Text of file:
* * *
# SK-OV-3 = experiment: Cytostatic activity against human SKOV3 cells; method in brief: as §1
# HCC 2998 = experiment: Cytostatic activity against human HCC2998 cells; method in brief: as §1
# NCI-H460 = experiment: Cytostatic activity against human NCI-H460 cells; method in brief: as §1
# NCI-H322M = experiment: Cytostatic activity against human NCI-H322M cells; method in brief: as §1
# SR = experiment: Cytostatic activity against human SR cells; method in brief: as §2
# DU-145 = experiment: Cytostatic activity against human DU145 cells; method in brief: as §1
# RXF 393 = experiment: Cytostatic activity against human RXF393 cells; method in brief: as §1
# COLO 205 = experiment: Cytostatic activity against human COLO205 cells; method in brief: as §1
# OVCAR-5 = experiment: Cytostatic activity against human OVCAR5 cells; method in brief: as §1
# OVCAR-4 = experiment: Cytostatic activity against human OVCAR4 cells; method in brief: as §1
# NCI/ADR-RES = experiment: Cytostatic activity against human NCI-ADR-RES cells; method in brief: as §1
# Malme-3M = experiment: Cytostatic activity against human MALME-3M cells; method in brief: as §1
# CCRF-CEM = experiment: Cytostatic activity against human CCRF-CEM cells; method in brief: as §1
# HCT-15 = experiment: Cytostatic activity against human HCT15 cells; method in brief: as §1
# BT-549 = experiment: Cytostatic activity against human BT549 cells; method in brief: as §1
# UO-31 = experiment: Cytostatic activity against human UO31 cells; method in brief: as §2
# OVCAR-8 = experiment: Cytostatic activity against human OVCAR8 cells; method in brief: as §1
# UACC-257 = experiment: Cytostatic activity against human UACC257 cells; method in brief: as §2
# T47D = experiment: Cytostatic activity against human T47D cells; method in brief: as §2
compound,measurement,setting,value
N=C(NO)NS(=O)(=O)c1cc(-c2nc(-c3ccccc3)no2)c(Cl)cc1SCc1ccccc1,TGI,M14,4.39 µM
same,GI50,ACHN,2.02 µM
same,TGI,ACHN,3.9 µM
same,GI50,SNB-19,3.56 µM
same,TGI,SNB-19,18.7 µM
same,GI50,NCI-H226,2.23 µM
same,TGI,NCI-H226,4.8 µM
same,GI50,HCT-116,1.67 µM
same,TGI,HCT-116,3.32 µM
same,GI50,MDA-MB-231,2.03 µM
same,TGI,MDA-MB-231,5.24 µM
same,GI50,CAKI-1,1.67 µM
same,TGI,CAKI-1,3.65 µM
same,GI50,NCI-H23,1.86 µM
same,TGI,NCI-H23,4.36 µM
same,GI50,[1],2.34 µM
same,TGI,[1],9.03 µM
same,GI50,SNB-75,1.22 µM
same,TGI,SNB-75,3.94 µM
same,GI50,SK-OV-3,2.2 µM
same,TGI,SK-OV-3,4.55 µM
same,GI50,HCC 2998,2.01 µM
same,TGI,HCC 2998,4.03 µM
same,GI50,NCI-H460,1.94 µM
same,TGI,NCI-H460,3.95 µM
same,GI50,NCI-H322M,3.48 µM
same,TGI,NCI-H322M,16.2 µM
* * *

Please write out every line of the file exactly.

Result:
# SK-OV-3 = experiment: Cytostatic activity against human SKOV3 cells; method in brief: as §1
# HCC 2998 = experiment: Cytostatic activity against human HCC2998 cells; method in brief: as §1
# NCI-H460 = experiment: Cytostatic activity against human NCI-H460 cells; method in brief: as §1
# NCI-H322M = experiment: Cytostatic activity against human NCI-H322M cells; method in brief: as §1
# SR = experiment: Cytostatic activity against human SR cells; method in brief: as §2
# DU-145 = experiment: Cytostatic activity against human DU145 cells; method in brief: as §1
# RXF 393 = experiment: Cytostatic activity against human RXF393 cells; method in brief: as §1
# COLO 205 = experiment: Cytostatic activity against human COLO205 cells; method in brief: as §1
# OVCAR-5 = experiment: Cytostatic activity against human OVCAR5 cells; method in brief: as §1
# OVCAR-4 = experiment: Cytostatic activity against human OVCAR4 cells; method in brief: as §1
# NCI/ADR-RES = experiment: Cytostatic activity against human NCI-ADR-RES cells; method in brief: as §1
# Malme-3M = experiment: Cytostatic activity against human MALME-3M cells; method in brief: as §1
# CCRF-CEM = experiment: Cytostatic activity against human CCRF-CEM cells; method in brief: as §1
# HCT-15 = experiment: Cytostatic activity against human HCT15 cells; method in brief: as §1
# BT-549 = experiment: Cytostatic activity against human BT549 cells; method in brief: as §1
# UO-31 = experiment: Cytostatic activity against human UO31 cells; method in brief: as §2
# OVCAR-8 = experiment: Cytostatic activity against human OVCAR8 cells; method in brief: as §1
# UACC-257 = experiment: Cytostatic activity against human UACC257 cells; method in brief: as §2
# T47D = experiment: Cytostatic activity against human T47D cells; method in brief: as §2
compound,measurement,setting,value
N=C(NO)NS(=O)(=O)c1cc(-c2nc(-c3ccccc3)no2)c(Cl)cc1SCc1ccccc1,TGI,M14,4.39 µM
same,GI50,ACHN,2.02 µM
same,TGI,ACHN,3.9 µM
same,GI50,SNB-19,3.56 µM
same,TGI,SNB-19,18.7 µM
same,GI50,NCI-H226,2.23 µM
same,TGI,NCI-H226,4.8 µM
same,GI50,HCT-116,1.67 µM
same,TGI,HCT-116,3.32 µM
same,GI50,MDA-MB-231,2.03 µM
same,TGI,MDA-MB-231,5.24 µM
same,GI50,CAKI-1,1.67 µM
same,TGI,CAKI-1,3.65 µM
same,GI50,NCI-H23,1.86 µM
same,TGI,NCI-H23,4.36 µM
same,GI50,[1],2.34 µM
same,TGI,[1],9.03 µM
same,GI50,SNB-75,1.22 µM
same,TGI,SNB-75,3.94 µM
same,GI50,SK-OV-3,2.2 µM
same,TGI,SK-OV-3,4.55 µM
same,GI50,HCC 2998,2.01 µM
same,TGI,HCC 2998,4.03 µM
same,GI50,NCI-H460,1.94 µM
same,TGI,NCI-H460,3.95 µM
same,GI50,NCI-H322M,3.48 µM
same,TGI,NCI-H322M,16.2 µM